An even better example of Clouzot's superiority.

The Wages of Fear (1953) is a weird sort of suspense film, because of what it it's not. It's not a mystery; it's not a spy thriller; it's not a horror movie. It's just a suspenseful ride over a mountain on 10 tons of nitroglycerin. That sounds like a simile a bad reviewer might use for an action thriller, but it's the plot of The Wages of Fear. And on top of that nitro Clouzot builds a deep character study on what exactly those Wages can be. Two and a half hours of tension ratcheted to its snapping point. Pat and I nearly break and discuss why some movies just need to be seen with other people in this week's Lost in Criterion.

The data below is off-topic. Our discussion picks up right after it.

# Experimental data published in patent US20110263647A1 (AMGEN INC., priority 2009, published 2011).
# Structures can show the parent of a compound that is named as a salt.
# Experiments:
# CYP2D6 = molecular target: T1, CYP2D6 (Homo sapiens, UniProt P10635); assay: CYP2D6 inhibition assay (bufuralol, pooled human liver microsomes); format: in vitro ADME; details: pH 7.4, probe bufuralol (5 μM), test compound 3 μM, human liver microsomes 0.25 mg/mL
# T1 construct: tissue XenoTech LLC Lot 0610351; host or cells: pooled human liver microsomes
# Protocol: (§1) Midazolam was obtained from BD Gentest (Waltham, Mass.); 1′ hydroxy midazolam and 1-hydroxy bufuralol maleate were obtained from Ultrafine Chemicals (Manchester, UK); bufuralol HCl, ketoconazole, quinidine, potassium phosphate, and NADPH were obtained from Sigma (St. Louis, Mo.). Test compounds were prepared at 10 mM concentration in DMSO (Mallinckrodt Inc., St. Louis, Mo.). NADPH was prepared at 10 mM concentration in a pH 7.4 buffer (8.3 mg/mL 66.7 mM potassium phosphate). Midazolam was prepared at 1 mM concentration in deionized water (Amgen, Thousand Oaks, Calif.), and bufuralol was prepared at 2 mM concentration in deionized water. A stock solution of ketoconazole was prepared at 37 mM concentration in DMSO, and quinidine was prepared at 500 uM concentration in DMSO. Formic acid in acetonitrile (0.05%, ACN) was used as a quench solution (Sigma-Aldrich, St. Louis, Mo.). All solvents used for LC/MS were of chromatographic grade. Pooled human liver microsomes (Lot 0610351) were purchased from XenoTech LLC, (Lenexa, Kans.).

If Hitchcock is a master, Clouzot is a wizard.

Alfred Hitcchcock's title of Master of Suspense is well deserved. Henri-Georges Clouzot outshines him in both this week's Lost in Criterion and next's. The first episode brings us his 1955 masterpiece Diabolique, which (the story goes) he bought the rights to out from under his English-speaking counterpart by just a few hours. Psycho earns the acclaim hurled upon it, but it's in deep debt to Diabolique. Plus any movie that ends with a title card begging audiences not to give away the ending while simultaneously having an ending that you can't possibly keep to yourself has got to be pretty high on the all time greats list. Watch Diabolique (1955), then listen to Lost in Criterion.